Cannibal Corpse

Red Before Black

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Just shy of their 30th birthday, Cannibal Corpse, the original progenitors of gore-drenched death metal, are back with album number 14. In terms of production, Red Before Black steps away from the relative polish of 2014's Mark Lewis-produced Skeletal Domain. Erik Rutan is back in the engineer and mixing chairs, restoring the muddier sound of records including Torture, Evisceration Plague, and Kill.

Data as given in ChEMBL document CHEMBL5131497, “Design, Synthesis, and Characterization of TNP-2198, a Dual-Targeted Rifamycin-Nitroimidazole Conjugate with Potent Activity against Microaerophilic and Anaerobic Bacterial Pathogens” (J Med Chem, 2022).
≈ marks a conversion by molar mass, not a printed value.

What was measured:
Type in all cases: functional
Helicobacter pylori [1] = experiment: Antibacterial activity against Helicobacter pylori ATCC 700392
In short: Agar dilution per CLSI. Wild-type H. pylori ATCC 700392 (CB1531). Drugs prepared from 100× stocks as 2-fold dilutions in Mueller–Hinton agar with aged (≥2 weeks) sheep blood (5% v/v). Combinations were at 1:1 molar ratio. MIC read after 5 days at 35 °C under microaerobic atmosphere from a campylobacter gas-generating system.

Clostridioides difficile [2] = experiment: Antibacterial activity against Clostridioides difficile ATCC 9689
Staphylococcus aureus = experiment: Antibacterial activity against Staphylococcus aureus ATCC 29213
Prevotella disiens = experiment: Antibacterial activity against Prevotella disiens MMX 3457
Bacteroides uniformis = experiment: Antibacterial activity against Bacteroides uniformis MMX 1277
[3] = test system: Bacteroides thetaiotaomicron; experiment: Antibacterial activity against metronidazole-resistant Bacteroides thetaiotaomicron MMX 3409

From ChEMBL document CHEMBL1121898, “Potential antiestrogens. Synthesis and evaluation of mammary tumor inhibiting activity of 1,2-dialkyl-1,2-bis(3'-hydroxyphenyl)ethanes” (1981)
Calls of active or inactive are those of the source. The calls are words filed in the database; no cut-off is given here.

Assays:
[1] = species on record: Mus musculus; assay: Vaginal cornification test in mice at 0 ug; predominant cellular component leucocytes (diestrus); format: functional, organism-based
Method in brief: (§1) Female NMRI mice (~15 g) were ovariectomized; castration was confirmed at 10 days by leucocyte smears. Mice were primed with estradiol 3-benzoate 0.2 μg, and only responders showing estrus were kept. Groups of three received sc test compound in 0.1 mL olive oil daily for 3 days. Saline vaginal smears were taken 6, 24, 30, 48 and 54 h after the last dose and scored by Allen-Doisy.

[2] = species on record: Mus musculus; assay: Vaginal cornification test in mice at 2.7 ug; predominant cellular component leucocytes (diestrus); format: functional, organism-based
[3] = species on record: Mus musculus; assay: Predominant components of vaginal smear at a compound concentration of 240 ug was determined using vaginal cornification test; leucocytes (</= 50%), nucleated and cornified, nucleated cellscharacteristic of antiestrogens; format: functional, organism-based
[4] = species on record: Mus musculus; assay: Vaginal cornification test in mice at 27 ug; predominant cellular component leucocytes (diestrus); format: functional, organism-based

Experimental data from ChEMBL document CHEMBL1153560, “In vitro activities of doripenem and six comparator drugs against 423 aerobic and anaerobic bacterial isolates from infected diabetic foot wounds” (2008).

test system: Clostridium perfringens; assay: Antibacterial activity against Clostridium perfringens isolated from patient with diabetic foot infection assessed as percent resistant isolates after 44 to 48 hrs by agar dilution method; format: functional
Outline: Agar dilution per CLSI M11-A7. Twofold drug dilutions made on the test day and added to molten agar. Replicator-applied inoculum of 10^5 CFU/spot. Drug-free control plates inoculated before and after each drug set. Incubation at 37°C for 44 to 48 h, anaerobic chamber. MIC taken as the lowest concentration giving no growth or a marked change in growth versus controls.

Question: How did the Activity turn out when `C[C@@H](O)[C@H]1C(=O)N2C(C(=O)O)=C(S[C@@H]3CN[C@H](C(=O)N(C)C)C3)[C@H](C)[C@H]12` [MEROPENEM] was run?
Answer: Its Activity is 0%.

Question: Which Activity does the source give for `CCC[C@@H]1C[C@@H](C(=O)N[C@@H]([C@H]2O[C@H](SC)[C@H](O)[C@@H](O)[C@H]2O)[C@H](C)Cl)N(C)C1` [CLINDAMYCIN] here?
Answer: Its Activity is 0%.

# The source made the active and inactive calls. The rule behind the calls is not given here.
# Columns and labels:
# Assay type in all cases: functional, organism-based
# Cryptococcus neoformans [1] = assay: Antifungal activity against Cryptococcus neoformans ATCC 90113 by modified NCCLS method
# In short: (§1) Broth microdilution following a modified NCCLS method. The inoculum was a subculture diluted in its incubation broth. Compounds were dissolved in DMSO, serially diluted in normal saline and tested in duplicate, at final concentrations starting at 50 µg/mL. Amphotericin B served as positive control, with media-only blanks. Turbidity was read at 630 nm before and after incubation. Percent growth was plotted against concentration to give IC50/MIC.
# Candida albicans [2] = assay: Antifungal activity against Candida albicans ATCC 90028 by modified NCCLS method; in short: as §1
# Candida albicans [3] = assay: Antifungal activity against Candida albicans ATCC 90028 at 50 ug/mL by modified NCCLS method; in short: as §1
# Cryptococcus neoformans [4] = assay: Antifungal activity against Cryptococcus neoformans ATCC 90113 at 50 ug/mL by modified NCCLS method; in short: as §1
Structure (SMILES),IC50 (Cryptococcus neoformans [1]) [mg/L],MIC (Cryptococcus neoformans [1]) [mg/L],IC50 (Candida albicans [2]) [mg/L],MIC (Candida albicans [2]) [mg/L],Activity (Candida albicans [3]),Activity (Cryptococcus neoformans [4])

The first two-thirds of this set are classic-sounding sick and twisted extreme death metal with lyrics drenched in gore, hate, murder, and necrophilia. While it would initially seem that any metal band whose scope is deliberately limited would fall into a creative rut and end up irrelevant, Cannibal Corpse, as always, prove the exception. That said, a hint of complacency does rear its hideous little head during the last few cuts, making them almost indistinguishable from one another. The first nine of these 12 tracks are potent, infectious, and punishing. Opener "Only One Will Die" was written by Alex Webster, whose bass is much more prevalent on this date than it has been in years. It shreds from the jump with drummer Paul Mazurkiewicz's unrelenting, blindingly quick rhythmic shifts behind the punishing, razored riffs of guitarists Pat O'Brien and Rob Barrett, who create the intended menace and aggression. The title track opens with angular, almost atonal guitar and bass riffs before blasting into overdrive with George "Corpsegrinder" Fisher's guttural pipes spitting and roaring out the usual mayhem about torture, murder, and all inglorious forms of death as a way of life. That angularity also introduces "Shedding My Human Skin," and the pummel and crack of Mazurkiewicz's drums and Webster's bassline create a serrated groove. "Scavenger Consuming Death" is a highlight, specifically for the way in which Webster creates a sub-low end, sinister groove as the band and Fisher roil around him. "Heads Shoveled Off" has a knotty, driving riff and almost incessant swinging blastbeats underscoring and running counter to Fisher's staccato growling. In fact, he seems to syncopate as well, almost singing in counterpoint directly against the music. The guitar breaks are positively unhinged, blurring keys and scales with technically sublime aggression. The last three tracks don't run out of steam; they all contain a sheer peel-your-face-off sense of menace, but there is little in the way of imagination to make them memorable. They won't prompt you to shut off the deck -- at least not the first time or two -- but you may find yourself wishing Red Before Black was a tad shorter than 43 minutes. That complaint aside, the remainder is essential Cannibal Corpse.

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